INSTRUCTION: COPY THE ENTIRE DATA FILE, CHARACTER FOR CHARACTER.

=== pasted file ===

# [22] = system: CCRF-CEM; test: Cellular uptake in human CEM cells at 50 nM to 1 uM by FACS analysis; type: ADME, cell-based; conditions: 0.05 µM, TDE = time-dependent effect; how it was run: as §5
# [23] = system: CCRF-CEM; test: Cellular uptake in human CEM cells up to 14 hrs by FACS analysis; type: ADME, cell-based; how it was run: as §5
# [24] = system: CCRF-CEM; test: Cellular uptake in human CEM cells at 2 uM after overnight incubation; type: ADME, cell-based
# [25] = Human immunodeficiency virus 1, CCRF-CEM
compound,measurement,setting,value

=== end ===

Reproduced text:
# [22] = system: CCRF-CEM; test: Cellular uptake in human CEM cells at 50 nM to 1 uM by FACS analysis; type: ADME, cell-based; conditions: 0.05 µM, TDE = time-dependent effect; how it was run: as §5
# [23] = system: CCRF-CEM; test: Cellular uptake in human CEM cells up to 14 hrs by FACS analysis; type: ADME, cell-based; how it was run: as §5
# [24] = system: CCRF-CEM; test: Cellular uptake in human CEM cells at 2 uM after overnight incubation; type: ADME, cell-based
# [25] = Human immunodeficiency virus 1, CCRF-CEM
compound,measurement,setting,value